On the first and second floor of the library, I wanted the audience to think and feel completely contrasting things. Whilst I was feeding them the factual information through the audio recording, I created a slide show of images showing what the building looked like when it was a warehouse and what it looks like currently. I then handed the participants books to which I then instructed them to open via the recording. The timing here was crucial which was extremely challenging to get completely accurate. As we progressed up the next flight of stairs I repeated the process of creating a pile of grain. This time I used the background noise of the combine harvester to show a complete contrast and as I had now informed the participants of the history of the building, they would be able to understand the reasoning’s behind the noises more. The next section of my piece involved the participants drawing an image or symbol that represented a word they had in the book that was handed to them in a colour to which emotion they thought fitted the word. One of the books had words which represented the feelings that surrounded the library such as stress, or anxiety. The other had completely contrasting words which linked in with fields, harvest and grain. These included words such as freedom. As I had hoped, both images completely contrasted each other which depicted the difference in the uses of the building. I feel like I could’ve done more on this floor on the basis of the fact that I didn’t do much myself, it was more speech from the recording.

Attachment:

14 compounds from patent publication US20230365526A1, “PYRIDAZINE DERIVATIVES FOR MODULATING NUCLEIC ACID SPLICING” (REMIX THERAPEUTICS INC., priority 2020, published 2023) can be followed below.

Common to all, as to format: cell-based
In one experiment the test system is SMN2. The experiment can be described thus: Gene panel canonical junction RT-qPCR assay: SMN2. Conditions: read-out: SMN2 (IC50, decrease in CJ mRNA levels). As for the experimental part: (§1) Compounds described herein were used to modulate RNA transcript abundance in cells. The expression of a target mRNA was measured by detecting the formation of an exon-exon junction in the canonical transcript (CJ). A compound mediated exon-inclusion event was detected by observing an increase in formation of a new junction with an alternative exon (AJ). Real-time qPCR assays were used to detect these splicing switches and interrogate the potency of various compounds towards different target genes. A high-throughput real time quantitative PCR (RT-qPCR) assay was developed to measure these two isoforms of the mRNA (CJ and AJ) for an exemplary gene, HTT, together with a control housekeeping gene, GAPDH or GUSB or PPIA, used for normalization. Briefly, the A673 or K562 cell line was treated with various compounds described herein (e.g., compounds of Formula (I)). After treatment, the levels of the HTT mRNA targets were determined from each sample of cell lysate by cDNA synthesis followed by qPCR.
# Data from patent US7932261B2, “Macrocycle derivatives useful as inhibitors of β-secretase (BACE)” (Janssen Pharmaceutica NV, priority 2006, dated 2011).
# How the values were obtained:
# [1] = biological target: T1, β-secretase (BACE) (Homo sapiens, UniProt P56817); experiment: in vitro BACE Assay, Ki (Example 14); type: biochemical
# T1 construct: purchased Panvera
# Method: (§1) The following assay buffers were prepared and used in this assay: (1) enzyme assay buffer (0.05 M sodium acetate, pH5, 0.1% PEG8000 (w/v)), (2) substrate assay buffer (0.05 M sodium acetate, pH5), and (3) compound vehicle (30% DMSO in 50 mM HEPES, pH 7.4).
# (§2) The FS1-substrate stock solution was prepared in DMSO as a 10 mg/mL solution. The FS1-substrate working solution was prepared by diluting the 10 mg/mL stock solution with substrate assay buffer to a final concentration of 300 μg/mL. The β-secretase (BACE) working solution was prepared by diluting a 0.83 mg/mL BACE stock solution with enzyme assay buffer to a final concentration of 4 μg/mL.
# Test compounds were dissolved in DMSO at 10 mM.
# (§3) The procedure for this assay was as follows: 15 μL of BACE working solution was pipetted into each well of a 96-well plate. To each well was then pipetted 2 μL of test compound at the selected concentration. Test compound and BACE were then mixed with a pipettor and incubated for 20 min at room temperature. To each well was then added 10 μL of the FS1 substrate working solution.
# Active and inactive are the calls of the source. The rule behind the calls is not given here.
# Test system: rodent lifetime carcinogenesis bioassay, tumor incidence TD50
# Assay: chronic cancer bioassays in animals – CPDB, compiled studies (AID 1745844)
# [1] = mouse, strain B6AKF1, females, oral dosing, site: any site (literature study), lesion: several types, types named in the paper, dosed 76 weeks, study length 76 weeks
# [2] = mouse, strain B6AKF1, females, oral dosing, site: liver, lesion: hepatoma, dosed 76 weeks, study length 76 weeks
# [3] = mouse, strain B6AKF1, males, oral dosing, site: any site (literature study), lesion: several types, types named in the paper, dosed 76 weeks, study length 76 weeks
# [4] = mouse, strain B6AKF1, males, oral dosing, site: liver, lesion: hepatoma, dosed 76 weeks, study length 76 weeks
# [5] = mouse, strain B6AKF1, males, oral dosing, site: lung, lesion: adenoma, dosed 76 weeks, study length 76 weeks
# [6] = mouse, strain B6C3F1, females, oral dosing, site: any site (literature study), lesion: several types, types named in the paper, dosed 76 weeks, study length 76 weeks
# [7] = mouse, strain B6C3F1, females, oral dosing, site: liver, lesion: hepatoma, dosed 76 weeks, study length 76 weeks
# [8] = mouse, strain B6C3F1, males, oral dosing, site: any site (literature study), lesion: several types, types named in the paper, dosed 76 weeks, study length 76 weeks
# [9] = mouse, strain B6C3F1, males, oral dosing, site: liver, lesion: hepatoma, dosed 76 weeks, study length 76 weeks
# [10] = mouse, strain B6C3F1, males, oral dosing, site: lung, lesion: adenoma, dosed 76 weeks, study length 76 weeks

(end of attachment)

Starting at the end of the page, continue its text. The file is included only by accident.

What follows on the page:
I repeated the same process through the next level of stairs. Upon reaching the third and final floor, I simply wanted the participants to watch and listen to the noises and motions that were taking place in the space. I handed the final book in my basket to a participant. I was most apprehensive about here as I was completely improvising this section. I wanted my movements to represent a combine harvester, harvesting the grain. I used slow movements to start with to show the machine starting up; as I sped my movements up I threw the grain in the air and started to roll around in it to show how the combine harvester was harvesting the grain. Following this, I created more piles of grain on the side, repeating my previous process; I then swiped the grain with my arm and watched it scatter all over the floor. This was to represent the library taking over the warehouse and how the buildings past use is now completely unknown to the present users. To end my piece, I selected books off the shelves and placed them in a circle on top of the scattered grain. The participant holding the book was then instructed to interrupt what I was doing and hand me the book, which I then placed in the centre of the circle. This book was the main stimulus of my piece, ‘The Great Central Warehouse University Library’ by Andrew Weekes. Here I wanted to show how the books had replaced the grain as being the main purpose of the building.